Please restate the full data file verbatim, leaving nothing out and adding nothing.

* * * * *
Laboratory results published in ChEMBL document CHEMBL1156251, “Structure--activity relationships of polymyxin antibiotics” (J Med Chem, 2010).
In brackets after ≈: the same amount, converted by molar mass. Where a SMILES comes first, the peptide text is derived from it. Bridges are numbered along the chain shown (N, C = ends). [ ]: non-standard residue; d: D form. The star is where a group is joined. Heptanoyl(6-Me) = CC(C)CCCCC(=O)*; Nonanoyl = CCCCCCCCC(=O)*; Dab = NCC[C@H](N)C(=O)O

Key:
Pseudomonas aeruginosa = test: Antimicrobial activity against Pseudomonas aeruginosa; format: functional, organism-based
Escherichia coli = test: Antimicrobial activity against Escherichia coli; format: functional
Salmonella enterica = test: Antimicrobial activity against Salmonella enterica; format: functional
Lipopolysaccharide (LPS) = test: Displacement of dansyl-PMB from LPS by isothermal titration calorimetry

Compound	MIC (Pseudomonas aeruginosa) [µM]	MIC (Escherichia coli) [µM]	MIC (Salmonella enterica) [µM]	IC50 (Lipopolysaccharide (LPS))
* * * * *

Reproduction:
Laboratory results published in ChEMBL document CHEMBL1156251, “Structure--activity relationships of polymyxin antibiotics” (J Med Chem, 2010).
In brackets after ≈: the same amount, converted by molar mass. Where a SMILES comes first, the peptide text is derived from it. Bridges are numbered along the chain shown (N, C = ends). [ ]: non-standard residue; d: D form. The star is where a group is joined. Heptanoyl(6-Me) = CC(C)CCCCC(=O)*; Nonanoyl = CCCCCCCCC(=O)*; Dab = NCC[C@H](N)C(=O)O

Key:
Pseudomonas aeruginosa = test: Antimicrobial activity against Pseudomonas aeruginosa; format: functional, organism-based
Escherichia coli = test: Antimicrobial activity against Escherichia coli; format: functional
Salmonella enterica = test: Antimicrobial activity against Salmonella enterica; format: functional
Lipopolysaccharide (LPS) = test: Displacement of dansyl-PMB from LPS by isothermal titration calorimetry

Compound	MIC (Pseudomonas aeruginosa) [µM]	MIC (Escherichia coli) [µM]	MIC (Salmonella enterica) [µM]	IC50 (Lipopolysaccharide (LPS))